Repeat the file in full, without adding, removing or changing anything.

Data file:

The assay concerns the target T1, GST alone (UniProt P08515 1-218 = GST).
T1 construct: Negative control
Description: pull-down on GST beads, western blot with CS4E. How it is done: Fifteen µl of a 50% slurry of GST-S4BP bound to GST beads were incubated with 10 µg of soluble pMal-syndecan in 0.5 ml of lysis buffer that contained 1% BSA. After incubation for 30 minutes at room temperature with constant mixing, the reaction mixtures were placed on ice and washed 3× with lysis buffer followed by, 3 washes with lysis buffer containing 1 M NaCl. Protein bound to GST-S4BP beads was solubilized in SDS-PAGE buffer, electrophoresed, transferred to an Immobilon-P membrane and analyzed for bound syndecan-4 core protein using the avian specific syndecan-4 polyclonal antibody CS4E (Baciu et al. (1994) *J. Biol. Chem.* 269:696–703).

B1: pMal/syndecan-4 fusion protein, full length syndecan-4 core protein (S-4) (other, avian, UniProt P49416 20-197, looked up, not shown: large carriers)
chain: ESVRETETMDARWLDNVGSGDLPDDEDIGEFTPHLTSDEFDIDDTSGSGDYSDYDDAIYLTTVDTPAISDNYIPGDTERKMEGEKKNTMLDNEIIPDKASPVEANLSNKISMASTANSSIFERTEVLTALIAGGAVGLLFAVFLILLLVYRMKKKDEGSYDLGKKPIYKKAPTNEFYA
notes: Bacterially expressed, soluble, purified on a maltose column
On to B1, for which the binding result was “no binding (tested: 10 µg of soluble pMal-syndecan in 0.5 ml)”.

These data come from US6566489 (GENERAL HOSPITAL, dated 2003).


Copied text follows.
The assay concerns the target T1, GST alone (UniProt P08515 1-218 = GST).
T1 construct: Negative control
Description: pull-down on GST beads, western blot with CS4E. How it is done: Fifteen µl of a 50% slurry of GST-S4BP bound to GST beads were incubated with 10 µg of soluble pMal-syndecan in 0.5 ml of lysis buffer that contained 1% BSA. After incubation for 30 minutes at room temperature with constant mixing, the reaction mixtures were placed on ice and washed 3× with lysis buffer followed by, 3 washes with lysis buffer containing 1 M NaCl. Protein bound to GST-S4BP beads was solubilized in SDS-PAGE buffer, electrophoresed, transferred to an Immobilon-P membrane and analyzed for bound syndecan-4 core protein using the avian specific syndecan-4 polyclonal antibody CS4E (Baciu et al. (1994) *J. Biol. Chem.* 269:696–703).

B1: pMal/syndecan-4 fusion protein, full length syndecan-4 core protein (S-4) (other, avian, UniProt P49416 20-197, looked up, not shown: large carriers)
chain: ESVRETETMDARWLDNVGSGDLPDDEDIGEFTPHLTSDEFDIDDTSGSGDYSDYDDAIYLTTVDTPAISDNYIPGDTERKMEGEKKNTMLDNEIIPDKASPVEANLSNKISMASTANSSIFERTEVLTALIAGGAVGLLFAVFLILLLVYRMKKKDEGSYDLGKKPIYKKAPTNEFYA
notes: Bacterially expressed, soluble, purified on a maltose column
On to B1, for which the binding result was “no binding (tested: 10 µg of soluble pMal-syndecan in 0.5 ml)”.

These data come from US6566489 (GENERAL HOSPITAL, dated 2003).